A Girl's Path to Prostitution: Linking Caregiver Adversity to Child Susceptibility

By Joan A. Reid | Go to book overview

CHAPTER 1
Child Sex Trafficking in the United
States

INTRODUCTION

Operating in the shadows, the sex trafficking of minors is considered among the most difficult forms of child maltreatment to expose or investigate (Brayley, Cockbain, & Laycock, 2011; Estes & Weiner, 2005). In an era of unprecedented technological accessibility, coupled with greater assurance of anonymity, the number of children exploited by the commercial sex industry continues to escalate (Cooper, 2005a; Farr, 2005; Hughes, 2002, 2005). While using a tiered system to assess and sanction other countries based on their attempts to combat human trafficking (DeStefano, 2007; U.S. Department of State [DOS], 2011), the United States is failing to combat trafficking in prostitution of U.S. children in its major cities (Estes & Wiener, 2005; Flowers, 2001; Mitchell, Finkelhor, & Wolak, 2010) and in rural America (Heineman, Shelton, & Anton, 2006; Vieth & Ragland, 2005). Child sex trafficking is classified within the general crime category of trafficking in persons or human trafficking (DOS, 2008, 2011; Fong & Cardoso, 2010; Trafficking Victims Protection Act [TVPA], 2000). First and foremost considered a human rights issue, human trafficking deprives thousands of men, women, and children of their fundamental rights to human dignity and personal freedoms (DOS, 2009; Farrell & Fahy, 2009; Gallagher, 2010; Kelly, 2005; Lehti & Aromaa, 2007; Wheaton, Schauer, & Galli, 2010).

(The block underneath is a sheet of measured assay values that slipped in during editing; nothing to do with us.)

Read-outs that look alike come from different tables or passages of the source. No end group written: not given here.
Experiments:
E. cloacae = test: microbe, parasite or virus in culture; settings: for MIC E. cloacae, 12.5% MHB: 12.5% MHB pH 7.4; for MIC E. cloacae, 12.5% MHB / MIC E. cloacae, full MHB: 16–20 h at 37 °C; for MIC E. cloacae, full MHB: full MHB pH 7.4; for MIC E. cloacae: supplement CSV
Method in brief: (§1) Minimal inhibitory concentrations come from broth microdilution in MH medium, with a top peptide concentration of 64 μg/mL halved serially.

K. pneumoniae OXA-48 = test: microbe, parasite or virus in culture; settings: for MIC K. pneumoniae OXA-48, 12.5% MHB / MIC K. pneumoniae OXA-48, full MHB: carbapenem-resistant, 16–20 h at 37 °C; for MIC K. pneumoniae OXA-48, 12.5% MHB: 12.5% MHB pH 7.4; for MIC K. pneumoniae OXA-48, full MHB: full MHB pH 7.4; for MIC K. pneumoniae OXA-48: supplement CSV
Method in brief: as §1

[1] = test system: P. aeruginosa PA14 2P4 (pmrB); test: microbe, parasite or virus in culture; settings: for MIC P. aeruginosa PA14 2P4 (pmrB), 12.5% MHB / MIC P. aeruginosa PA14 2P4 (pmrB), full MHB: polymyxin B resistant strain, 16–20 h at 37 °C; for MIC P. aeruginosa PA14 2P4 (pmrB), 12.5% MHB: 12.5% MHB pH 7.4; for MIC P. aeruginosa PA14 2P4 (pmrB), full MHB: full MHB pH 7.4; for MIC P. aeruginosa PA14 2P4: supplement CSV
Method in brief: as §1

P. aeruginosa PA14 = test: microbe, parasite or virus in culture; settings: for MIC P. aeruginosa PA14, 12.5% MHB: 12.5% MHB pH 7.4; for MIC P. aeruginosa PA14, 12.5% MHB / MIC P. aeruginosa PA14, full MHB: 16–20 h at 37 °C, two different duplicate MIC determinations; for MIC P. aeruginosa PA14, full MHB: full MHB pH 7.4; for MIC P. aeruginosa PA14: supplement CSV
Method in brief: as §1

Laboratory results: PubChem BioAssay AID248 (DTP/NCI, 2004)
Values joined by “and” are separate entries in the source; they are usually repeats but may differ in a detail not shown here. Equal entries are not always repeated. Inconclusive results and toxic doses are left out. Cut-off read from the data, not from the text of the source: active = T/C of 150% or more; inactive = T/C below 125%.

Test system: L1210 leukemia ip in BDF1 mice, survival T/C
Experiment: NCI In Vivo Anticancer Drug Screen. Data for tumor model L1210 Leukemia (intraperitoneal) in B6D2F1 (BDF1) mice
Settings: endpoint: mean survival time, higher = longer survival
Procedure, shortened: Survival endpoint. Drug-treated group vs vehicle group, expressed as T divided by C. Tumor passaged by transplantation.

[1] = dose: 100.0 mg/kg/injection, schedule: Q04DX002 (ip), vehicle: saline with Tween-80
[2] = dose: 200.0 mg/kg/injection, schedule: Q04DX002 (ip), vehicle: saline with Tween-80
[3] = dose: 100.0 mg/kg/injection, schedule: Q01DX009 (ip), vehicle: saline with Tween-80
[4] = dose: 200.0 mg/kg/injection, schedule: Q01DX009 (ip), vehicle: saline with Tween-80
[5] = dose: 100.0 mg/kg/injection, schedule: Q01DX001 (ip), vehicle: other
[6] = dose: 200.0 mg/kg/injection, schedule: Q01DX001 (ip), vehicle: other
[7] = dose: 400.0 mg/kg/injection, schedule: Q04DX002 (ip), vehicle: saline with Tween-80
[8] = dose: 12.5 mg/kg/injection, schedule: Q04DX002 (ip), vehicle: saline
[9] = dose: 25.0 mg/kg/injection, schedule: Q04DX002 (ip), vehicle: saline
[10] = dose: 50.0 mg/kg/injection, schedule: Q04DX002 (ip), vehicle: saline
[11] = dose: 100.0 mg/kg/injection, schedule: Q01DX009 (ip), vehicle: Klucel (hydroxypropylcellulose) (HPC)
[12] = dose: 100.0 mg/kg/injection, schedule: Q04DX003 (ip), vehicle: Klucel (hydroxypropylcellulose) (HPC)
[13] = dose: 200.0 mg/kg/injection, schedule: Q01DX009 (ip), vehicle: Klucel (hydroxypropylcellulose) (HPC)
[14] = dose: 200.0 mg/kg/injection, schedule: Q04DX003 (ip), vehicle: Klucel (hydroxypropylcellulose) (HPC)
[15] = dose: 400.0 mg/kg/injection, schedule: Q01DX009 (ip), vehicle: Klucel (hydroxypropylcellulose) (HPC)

Child sex trafficking is deemed to be a particularly intolerable form of human trafficking, due to the natural and inherent vulnerability of children, possessing both physical and psychological weakness and

-1-

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